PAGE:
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The Hope of Sequestration

Friday, 1 March, 2013 - 1:30 pm

There’s a lot of hand wringing and finger pointing happening in Washington today. Politicians are nervously shifting blame on one another as the looming reality of the sequester takes hold.

The sequester was meant to be a poison pill so bad that it would force Congress and the President to act in order to avoid it. But apparently, either the poison is not that bad or our elected officials’ willpower is that bad. The question remains as to the effect of the sequester on the economy and American society.

Perhaps a bigger question, however, is, “Can we collectively take responsibility for the financial mess?” It’s easy to fault others. But, even if you are right, it often falls short of solving the problem. Problem solving begins by taking ownership of the problem.

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One of the most infamous sins in history is the sin of the Golden Calf, described in this week’s Parsha, Ki Tisa. The misdeed is so serious that G-d wishes to destroy the entire Jewish people, save Moshe.  Eventually, G-d acquiesces to Moshe’s pleading and forgives the Jewish people.

Upon closer examination, however, the transgression does not seem as severe as it’s made out to be. The golden calf emerged from the fire miraculously, causing a real test. Aaron seemed to condone its status. Out of three million Jews only three thousand actually worshipped the idol. That is .1% of the population, certainly no reflection on the people at large. Additionally, the perpetrators were the Airev Rav, the “mixed multitude” (Egyptians who had insincerely joined the Jewish bandwagon at the Exodus). It was very easy and expedient to lay the blame at the feet of the idolatrous newcomers.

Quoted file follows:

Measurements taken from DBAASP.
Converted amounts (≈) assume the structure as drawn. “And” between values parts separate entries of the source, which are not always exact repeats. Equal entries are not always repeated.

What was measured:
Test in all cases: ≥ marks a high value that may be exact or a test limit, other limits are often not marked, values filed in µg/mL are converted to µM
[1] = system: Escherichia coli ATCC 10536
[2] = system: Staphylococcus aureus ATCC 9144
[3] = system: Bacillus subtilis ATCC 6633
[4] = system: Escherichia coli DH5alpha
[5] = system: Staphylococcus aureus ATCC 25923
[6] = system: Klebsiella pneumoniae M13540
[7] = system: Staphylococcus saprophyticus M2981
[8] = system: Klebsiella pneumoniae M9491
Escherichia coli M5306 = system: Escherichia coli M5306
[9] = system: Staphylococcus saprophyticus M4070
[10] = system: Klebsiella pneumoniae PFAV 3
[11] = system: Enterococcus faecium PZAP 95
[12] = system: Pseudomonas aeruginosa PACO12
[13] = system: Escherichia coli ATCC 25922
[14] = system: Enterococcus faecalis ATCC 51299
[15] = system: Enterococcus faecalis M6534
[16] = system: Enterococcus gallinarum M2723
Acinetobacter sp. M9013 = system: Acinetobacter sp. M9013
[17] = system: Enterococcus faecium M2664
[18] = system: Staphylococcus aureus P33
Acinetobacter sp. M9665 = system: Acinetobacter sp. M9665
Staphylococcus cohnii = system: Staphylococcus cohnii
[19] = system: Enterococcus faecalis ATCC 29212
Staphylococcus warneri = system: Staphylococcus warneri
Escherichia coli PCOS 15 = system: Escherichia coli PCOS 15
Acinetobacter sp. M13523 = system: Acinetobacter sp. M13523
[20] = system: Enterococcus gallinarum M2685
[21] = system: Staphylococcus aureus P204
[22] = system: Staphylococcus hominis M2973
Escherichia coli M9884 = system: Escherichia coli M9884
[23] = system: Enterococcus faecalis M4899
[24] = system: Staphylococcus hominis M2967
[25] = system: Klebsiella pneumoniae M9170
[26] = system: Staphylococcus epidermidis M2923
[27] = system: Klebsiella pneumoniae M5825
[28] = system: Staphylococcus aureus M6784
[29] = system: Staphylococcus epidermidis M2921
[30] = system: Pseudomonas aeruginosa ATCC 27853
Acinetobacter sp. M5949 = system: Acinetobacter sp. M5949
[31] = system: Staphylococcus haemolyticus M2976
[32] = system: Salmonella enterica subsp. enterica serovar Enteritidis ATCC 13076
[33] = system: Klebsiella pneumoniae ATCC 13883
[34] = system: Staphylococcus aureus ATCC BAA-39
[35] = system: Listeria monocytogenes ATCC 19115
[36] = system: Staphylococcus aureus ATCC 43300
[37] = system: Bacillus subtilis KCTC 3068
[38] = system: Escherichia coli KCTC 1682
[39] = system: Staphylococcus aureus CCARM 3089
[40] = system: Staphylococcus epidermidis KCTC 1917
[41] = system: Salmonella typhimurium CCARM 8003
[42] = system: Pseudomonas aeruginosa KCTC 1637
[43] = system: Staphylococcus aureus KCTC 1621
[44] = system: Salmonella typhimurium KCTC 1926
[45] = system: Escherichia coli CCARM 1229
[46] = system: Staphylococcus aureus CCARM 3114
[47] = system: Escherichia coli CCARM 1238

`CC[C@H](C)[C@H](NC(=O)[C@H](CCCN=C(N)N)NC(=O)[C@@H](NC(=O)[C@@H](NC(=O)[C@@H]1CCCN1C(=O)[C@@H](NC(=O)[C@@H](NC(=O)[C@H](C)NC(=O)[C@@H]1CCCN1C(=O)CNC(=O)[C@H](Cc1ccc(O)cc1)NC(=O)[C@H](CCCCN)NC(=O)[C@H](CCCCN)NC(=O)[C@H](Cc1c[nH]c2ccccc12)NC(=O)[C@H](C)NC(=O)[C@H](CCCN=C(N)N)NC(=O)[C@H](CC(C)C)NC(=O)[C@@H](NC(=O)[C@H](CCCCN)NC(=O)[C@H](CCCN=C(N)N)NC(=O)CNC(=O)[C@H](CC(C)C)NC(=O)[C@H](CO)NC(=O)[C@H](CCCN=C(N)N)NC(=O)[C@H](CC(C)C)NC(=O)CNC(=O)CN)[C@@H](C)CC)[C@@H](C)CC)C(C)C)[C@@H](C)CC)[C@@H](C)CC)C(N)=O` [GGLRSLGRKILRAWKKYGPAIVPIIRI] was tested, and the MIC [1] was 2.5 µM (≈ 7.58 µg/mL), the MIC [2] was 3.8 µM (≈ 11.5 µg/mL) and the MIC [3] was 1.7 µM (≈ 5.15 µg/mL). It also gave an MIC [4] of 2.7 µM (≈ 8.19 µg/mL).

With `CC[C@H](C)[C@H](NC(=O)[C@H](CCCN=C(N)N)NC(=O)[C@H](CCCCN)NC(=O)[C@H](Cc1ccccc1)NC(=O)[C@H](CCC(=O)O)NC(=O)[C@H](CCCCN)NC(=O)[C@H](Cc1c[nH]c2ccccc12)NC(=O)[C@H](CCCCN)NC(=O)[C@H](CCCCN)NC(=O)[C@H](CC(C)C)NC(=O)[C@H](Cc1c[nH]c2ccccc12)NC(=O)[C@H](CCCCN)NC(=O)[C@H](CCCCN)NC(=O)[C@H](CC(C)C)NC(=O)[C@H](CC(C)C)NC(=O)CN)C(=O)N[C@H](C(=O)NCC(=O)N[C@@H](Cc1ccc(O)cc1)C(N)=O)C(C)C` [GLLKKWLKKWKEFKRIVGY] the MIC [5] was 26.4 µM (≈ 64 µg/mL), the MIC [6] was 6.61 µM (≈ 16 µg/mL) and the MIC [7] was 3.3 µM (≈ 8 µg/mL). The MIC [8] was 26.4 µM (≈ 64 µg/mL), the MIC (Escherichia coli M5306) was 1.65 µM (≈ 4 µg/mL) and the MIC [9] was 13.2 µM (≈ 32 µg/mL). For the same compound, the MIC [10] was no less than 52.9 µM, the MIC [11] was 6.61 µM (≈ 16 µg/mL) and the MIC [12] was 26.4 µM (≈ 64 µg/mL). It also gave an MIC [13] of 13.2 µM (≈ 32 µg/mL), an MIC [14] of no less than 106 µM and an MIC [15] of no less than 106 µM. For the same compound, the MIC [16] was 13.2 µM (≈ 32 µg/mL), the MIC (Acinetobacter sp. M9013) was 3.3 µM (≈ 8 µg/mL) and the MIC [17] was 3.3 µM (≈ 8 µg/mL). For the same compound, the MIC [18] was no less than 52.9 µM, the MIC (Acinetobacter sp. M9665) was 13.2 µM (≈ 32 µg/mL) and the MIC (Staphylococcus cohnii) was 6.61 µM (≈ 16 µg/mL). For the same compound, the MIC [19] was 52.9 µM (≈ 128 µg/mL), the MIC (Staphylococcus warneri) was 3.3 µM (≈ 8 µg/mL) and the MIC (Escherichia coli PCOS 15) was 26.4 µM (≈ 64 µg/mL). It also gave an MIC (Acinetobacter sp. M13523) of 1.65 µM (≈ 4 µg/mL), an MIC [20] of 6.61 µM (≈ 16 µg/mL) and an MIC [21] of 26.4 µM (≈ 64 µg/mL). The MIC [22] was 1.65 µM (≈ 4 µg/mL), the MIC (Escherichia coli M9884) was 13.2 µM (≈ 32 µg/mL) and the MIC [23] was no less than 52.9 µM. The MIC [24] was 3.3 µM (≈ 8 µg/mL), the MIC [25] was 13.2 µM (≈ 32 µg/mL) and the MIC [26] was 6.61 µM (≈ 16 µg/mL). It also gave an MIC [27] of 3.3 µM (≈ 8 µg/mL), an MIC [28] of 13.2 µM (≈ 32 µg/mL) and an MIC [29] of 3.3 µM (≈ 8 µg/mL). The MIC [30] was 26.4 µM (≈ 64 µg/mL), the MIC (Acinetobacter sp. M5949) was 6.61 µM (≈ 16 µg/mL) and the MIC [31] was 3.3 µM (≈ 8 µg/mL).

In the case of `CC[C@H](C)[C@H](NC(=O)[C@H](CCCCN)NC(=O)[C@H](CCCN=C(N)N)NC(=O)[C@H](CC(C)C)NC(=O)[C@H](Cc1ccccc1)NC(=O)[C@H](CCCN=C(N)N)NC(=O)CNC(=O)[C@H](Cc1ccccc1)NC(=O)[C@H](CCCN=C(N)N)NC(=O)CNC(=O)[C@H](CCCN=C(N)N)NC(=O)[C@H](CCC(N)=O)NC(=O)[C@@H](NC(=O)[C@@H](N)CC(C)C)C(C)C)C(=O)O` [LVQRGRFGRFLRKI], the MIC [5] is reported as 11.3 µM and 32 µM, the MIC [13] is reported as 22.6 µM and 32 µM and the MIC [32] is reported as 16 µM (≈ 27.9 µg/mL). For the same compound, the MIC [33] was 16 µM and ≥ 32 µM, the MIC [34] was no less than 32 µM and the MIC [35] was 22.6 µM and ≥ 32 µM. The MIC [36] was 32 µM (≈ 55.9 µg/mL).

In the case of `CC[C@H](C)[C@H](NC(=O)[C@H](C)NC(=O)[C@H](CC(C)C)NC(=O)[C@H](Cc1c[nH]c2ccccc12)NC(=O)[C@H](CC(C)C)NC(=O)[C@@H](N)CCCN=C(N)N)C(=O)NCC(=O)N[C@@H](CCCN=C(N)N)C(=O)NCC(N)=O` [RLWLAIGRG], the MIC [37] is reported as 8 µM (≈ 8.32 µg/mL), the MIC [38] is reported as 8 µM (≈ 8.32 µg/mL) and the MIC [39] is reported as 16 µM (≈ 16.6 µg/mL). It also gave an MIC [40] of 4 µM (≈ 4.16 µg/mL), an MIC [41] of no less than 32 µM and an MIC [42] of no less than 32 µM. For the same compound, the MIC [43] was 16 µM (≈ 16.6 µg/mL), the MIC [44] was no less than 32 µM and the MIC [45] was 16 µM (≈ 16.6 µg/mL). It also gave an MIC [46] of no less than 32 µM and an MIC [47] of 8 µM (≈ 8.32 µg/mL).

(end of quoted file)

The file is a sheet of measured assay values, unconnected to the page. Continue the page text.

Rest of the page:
Nonetheless, this sin is treated by G-d, Moshe and the Jews themselves as a collective sin. Only after true teshuva (repentance) of the entire nation does G-d forgive them. He not only forgives them. He also grants them the second luchot (Tablets), which are loftier than the first. Through teshuva the Jews attain a deeper, more meaningful relationship with the Almighty.

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Therein may lie the secret to resolving critical challenges. Teshuva could only come about after the Jewish people collectively took ownership of the grave error. Finding a scapegoat may have absolved them from castigation. But it would not have rectified the problem.

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Our nation’s leaders may be correct in accusing others of creating the problem. They may even be correct in highlighting others’ refusal to correct the problem in a specific way.

But, if they fail to take ownership of the problem, they are all sadly doomed to fail. Poison pills, after all, are only scary if they are yours to swallow.

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Ultimately, we will need to rely on our public servants stepping up to find a fiscal path forward for our country.

But in our personal lives, we can begin taking ownership today. When we take ownership of our spiritual choices, we are destined to reach even greater heights.

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